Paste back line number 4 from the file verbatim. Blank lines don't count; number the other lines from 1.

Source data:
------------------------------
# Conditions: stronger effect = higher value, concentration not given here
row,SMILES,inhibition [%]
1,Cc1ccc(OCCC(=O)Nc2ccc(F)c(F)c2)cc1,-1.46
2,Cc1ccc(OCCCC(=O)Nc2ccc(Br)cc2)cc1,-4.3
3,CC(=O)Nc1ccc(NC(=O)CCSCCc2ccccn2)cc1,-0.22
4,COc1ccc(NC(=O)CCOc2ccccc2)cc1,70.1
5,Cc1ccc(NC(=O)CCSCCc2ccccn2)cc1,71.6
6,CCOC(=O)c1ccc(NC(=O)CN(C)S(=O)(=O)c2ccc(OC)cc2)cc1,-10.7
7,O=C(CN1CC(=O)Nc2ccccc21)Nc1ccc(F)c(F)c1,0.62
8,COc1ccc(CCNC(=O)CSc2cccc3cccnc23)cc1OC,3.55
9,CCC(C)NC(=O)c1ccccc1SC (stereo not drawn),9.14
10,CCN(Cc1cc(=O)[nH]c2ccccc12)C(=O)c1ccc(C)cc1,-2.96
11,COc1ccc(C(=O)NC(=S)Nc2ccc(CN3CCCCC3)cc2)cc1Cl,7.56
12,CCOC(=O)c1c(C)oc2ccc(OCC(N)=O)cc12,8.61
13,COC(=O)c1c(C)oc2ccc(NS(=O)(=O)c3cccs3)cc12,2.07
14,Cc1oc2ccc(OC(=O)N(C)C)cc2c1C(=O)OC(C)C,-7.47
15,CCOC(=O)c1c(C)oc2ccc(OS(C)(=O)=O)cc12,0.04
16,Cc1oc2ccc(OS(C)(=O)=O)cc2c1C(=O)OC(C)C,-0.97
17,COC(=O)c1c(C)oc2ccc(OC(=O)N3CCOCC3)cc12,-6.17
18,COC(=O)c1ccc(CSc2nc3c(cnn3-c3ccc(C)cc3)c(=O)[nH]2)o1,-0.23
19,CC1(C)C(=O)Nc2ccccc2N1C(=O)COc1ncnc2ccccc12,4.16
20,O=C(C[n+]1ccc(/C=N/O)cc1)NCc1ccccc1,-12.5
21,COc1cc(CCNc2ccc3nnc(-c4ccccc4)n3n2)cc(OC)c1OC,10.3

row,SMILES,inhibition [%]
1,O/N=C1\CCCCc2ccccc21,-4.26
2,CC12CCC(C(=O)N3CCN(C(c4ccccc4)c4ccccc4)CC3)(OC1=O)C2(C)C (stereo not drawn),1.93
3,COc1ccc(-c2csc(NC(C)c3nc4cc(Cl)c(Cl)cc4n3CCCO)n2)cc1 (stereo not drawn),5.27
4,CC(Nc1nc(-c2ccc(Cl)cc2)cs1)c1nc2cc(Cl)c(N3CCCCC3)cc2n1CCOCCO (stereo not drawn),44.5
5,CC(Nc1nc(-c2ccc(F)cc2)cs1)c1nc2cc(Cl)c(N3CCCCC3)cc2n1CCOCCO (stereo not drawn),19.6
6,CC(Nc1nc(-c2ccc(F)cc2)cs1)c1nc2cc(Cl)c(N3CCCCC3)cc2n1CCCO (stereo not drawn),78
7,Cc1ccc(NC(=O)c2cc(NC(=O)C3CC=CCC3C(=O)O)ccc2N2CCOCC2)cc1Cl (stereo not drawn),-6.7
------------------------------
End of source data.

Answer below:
2,Cc1ccc(OCCCC(=O)Nc2ccc(Br)cc2)cc1,-4.3